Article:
--newspaper article, pomerania, Germany, mid-1930s
Thanks to Paul Pavel, Deborah Karl, and Mala Spiegelman for helping this volume into the world.
Thanks to the John Simon Guggenheim Memorial Foundation for a fellowship that allowed me to focus on completing Maus.
And my thanks, with love and admiration, to Francoise Mouly for her intelligence, integrity, editorial skills, and for her love.
For Richieu and for Nadja
First words
Summer vacation. Francoise and I were staying with friends in Vermont...
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(Click to show. Warning: May contain spoilers.)
Disambiguation notice
This is the single volume edition of "Maus II: A Survivor's Tale: And Here My Troubles Began". It does NOT contain the first volume of the story, Maus I.

DO NOT COMBINE with the omnibus edition containing both Maus I: A Survivor's Tale: My Father Bleeds History and Maus II: A Survivor's Tale: And Here My Troubles Began!!!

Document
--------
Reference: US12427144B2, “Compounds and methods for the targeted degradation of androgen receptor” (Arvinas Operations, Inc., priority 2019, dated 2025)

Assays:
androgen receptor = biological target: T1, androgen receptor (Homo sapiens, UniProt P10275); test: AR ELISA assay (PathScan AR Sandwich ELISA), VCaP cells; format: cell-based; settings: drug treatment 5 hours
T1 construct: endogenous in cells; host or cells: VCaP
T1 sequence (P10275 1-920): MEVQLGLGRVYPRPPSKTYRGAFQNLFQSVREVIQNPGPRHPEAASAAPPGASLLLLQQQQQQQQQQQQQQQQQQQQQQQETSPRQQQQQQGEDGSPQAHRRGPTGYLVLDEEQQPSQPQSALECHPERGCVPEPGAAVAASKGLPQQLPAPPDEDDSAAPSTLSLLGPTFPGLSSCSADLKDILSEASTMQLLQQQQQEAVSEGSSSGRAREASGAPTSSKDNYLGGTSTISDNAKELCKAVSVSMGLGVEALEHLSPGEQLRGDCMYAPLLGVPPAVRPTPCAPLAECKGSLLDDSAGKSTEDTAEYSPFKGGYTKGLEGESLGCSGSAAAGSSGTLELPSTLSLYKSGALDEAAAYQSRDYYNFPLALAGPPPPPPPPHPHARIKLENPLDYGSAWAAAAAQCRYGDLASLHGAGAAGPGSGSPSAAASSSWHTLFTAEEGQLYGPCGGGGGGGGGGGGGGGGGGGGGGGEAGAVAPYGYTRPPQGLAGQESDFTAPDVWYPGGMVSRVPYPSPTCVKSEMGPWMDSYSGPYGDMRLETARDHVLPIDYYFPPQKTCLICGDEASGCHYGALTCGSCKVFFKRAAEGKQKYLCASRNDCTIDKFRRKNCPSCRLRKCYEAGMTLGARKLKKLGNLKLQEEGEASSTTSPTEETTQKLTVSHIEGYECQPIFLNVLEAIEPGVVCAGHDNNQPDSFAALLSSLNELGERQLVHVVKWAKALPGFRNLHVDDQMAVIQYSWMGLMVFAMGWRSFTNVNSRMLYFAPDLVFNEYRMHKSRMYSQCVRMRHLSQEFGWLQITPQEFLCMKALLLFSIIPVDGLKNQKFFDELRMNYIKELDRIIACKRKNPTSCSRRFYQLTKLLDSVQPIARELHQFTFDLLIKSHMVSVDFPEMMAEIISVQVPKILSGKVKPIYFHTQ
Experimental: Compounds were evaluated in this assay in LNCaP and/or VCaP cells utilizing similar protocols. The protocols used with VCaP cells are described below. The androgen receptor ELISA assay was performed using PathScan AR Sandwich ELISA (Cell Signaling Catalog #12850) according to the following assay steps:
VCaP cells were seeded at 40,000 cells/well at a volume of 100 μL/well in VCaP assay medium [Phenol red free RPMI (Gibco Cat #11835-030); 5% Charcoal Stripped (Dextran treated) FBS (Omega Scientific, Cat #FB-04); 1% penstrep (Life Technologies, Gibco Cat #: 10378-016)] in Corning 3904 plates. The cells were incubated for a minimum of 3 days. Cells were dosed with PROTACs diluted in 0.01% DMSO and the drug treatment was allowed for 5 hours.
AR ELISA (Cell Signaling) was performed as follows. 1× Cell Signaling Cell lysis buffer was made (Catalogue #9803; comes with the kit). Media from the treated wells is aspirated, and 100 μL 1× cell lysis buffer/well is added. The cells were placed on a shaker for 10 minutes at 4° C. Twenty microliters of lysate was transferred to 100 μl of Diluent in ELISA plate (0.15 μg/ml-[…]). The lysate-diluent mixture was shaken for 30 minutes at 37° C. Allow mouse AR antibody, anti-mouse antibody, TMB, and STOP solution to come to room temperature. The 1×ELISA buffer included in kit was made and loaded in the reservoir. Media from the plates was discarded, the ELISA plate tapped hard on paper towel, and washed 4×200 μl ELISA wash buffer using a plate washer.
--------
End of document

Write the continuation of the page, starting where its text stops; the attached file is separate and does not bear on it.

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A memoir of Vladek Spiegleman, a Jewish survivor of Hitler's Europe, and about his son, a cartoonist who tries to come to terms with his father, his story, and history. Cartoon format portrays Jews as mice, Nazis as cats. Using a unique comic-strip-as-graphic-art format, the story of Vladek Spiegelman's passage through the Nazi Holocaust is told in his own words. Acclaimed as a "quiet triumph" and a "brutally moving work of art," the first volume of Art Spiegelman's Maus introduced readers to Vladek Spiegelman, a Jewish survivor of Hitler's Europe, and his son, a cartoonist trying to come to terms with his father, his father's terrifying story, and History itself. Its form, the cartoon (the Nazis are cats, the Jews mice), succeeds perfectly in shocking us out of any lingering sense of familiarity with the events described, approaching, as it does, the unspeakable through the diminutive. As the New York Times Book Review commented," [it is] a remarkable feat of documentary detail and novelistic vividness...an unfolding literary event." This long-awaited sequel, subtitled And Here My Troubles Began, moves us from the barracks of Auschwitz to the bungalows of the Catskills. Genuinely tragic and comic by turns, it attains a complexity of theme and a precision of thought new to comics and rare in any medium. Maus ties together two powerful stories: Vladek's harrowing tale of survival against all odds, delineating the paradox of daily life in the death camps, and the author's account of his tortured relationship with his aging father. Vladek's troubled remarriage, minor arguments between father and son, and life's everyday disappointments are all set against a backdrop of history too large to pacify. At every level this is the ultimate survivor's tale -- and that too of the children who somehow survive even the survivors.… (more)